We’ve all seen swaybacked, rough-coated horses with bony top lines and hints of ribs showing despite plenty of feed. Open that horse’s mouth and chances are you’ll find it’s a senior citizen. And there’s no doubt about it: older horses are harder keepers than horses in their prime. But it’s a myth that all senior horses are skinny. Older horses just require different care.
Why Senior Horses are Often Skinny
It’s true: horses’ bodies (like our own!) tend to be less efficient as they age. That might be a relief for the owners of roly-poly breeds who have struggled to keep their horses at a moderate number on the Henneke body conditioning scale. But for the owners of hard-keeping horses, advanced age presents more serious problems for the horse’s digestive health.
Seniority affects the ability of horses to get nutrition in the following ways:
- Stiff joints or limited mobility impact the ability to graze and hydrate as needed.
- Dental problems, including tooth loss, especially the cheek teeth or molars used to grind feed into small bits, can cause inefficient digestion of food.
- Intestinal villi, the fingerlike projections that absorb nutrients in a horse’s digestive tract don’t work as well as the horse ages.
- Senior horses may also be turned out into a back pasture after retirement, where they may not get the attention they need to maintain health.
All of these issues can contribute to the stereotype that all senior horses are skinny. But older horses don’t have to be too thin.
Keeping Your Senior Horse at a Healthy Weight
Providing enough feed to a senior horse with limited mobility can be challenging. All horses’ digestive systems are designed to work best using forage as fuel — and if a senior horse can’t ingest enough on a daily basis, it’s up to the owner to help him compensate.
If a horse has limited mobility:
- Put him in a pasture with plenty of high-quality forage so he doesn’t have to work overly hard to graze.
- To help him get plenty of roughage supplement with hay, chopped beet pulp or soaked chopped hay (called chaff).
- Consider feeding a small amount of senior feed to ensure an easily digested balance of nutrients. Look for one with a base made of dehydrated beet pulp or other fibrous materials.
For dental issues:
- Start by having your equine dentist check your horse’s mouth at least a couple times each year and float your horse’s teeth to smooth out rough edges as needed.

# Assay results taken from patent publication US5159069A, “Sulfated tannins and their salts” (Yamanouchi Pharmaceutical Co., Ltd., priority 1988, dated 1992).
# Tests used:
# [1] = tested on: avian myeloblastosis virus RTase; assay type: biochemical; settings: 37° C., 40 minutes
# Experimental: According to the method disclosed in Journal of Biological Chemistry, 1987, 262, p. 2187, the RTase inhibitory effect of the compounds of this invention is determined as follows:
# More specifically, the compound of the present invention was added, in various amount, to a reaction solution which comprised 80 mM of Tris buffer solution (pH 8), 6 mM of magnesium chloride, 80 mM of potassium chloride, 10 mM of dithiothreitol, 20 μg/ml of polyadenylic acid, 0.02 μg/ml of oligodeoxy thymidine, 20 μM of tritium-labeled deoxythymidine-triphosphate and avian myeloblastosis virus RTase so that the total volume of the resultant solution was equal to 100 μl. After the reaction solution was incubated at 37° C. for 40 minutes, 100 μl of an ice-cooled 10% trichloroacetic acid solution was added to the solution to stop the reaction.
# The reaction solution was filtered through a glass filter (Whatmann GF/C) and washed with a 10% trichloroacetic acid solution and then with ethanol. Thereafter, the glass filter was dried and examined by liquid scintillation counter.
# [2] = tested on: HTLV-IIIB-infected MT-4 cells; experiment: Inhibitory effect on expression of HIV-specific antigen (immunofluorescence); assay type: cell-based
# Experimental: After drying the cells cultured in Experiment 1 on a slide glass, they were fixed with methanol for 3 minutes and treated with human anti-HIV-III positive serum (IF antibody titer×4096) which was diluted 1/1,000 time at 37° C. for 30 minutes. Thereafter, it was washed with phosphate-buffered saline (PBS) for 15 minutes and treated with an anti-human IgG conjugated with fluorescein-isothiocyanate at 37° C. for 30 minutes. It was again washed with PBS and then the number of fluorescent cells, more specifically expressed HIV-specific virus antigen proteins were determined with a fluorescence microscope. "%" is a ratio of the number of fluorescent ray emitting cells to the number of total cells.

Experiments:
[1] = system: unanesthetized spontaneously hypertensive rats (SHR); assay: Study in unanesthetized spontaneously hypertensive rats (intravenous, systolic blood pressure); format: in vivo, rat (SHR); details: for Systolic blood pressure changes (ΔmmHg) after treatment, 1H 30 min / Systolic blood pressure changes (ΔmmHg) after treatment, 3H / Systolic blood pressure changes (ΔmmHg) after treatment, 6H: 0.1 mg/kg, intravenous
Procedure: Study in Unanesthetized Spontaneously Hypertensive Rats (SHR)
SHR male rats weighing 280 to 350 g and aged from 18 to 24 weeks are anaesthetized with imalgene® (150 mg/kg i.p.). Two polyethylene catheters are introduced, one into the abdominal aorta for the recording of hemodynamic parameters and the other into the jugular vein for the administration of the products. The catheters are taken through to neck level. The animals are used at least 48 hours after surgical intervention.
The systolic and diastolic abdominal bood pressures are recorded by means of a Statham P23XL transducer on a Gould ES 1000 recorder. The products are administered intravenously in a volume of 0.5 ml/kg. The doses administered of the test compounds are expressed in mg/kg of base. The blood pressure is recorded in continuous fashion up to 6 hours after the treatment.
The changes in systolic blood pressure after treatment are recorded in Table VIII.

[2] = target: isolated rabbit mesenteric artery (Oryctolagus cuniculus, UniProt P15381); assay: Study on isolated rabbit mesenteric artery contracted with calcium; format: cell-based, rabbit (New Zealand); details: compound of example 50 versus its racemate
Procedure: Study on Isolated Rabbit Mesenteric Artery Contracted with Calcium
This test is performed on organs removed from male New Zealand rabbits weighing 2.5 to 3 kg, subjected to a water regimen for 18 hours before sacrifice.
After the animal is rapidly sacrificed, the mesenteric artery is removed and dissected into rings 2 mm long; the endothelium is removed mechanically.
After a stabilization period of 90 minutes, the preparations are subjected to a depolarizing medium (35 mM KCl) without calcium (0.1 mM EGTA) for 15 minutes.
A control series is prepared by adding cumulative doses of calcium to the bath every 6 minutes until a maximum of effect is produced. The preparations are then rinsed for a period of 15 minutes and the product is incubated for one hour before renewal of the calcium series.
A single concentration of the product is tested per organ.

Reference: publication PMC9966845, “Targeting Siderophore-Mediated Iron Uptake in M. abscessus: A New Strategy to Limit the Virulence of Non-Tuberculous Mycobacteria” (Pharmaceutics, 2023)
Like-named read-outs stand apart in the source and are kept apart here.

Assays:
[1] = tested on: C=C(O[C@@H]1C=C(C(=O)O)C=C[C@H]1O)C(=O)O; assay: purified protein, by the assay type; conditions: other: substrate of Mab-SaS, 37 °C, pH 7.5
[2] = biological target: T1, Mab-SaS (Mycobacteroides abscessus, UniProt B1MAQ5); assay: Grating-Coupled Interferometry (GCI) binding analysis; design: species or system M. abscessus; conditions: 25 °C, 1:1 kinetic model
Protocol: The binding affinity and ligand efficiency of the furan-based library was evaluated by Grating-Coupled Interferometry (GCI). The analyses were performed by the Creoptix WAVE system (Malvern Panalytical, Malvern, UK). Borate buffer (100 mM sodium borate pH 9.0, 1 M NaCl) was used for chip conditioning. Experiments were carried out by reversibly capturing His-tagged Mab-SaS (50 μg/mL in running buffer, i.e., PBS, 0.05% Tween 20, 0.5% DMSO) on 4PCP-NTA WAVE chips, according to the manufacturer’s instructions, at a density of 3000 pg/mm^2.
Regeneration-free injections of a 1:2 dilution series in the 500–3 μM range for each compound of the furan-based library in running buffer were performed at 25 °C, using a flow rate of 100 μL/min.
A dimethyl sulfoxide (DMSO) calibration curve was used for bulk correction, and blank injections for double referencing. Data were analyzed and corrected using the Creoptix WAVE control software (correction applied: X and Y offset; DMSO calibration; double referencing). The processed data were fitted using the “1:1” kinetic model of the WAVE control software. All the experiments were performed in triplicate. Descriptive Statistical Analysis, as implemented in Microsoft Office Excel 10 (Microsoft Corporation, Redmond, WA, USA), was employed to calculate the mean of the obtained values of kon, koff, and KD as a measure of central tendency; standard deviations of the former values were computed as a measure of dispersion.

- Feed chaff, which is easier for an older horse to eat and also produces additional saliva. Saliva helps offset the continual production of acid in the stomach for better digestion.
Practice good management:
- Even if a horse is effectively “retired” and turned out to pasture, be sure you’re checking on him daily to be sure he’s not lame, being bullied away from shared feed by others in the herd or otherwise having his health compromised. It goes without saying that he needs constant access to shelter and fresh, clean water.
- Keep parasites under control by regularly monitoring your horse’s fecal egg counts, treating as needed, and maintaining a clean environment to avoid putting undo stress on his system via a parasite infection.
Make it easier for horses to absorb nutrients:
- While it’s difficult to rehabilitate the villi that line the digestive tract and absorb nutrients, feed your horse an appropriately balanced diet can help ensure he has access to the nutrients he needs. Feeding SUCCEED once a day can also help.
Why to Feed SUCCEED to Senior Horses
Some of the challenges of managing senior horses — like dental care, providing fresh water and shelter or parasite control — come down to practicing good animal husbandry. Other senior horse management challenges, such as what you feed him and how, directly relate to nutrition. SUCCEED can be a powerful tool when it comes to helping your horse absorb as much nutrition as possible from his feed.
The ingredients in SUCCEED support nutrient absorption by helping your horse digest processed feeds in the small intestine. They also support a healthy hindgut and encourage the growth of intestinal villi, support immune cells in the lining of the gut, and help lubricate the GI tract lining. The oat oil in SUCCEED is also full of fat molecules called polar lipids that can help strengthen intestinal tissue in the gut and help provide a conduit for getting nutrients into the bloodstream. All of these beneficial factors add up to help your senior horse become more efficient at processing — and using — his feed to its best advantage.
Senior Horses Don’t Have to Be Skinny
While it’s true that there are a lot of too-thin senior horses out there, just because your horse is getting up there in years doesn’t mean he has to look painfully thin or have a rough coat. So it’s a myth that senior horses are skinny — so long as you take good care of them. Feeding SUCCEED to your senior horse once a day can help, as can proper animal husbandry and the attention your older horse deserves as he enjoys all of the other benefits of retirement.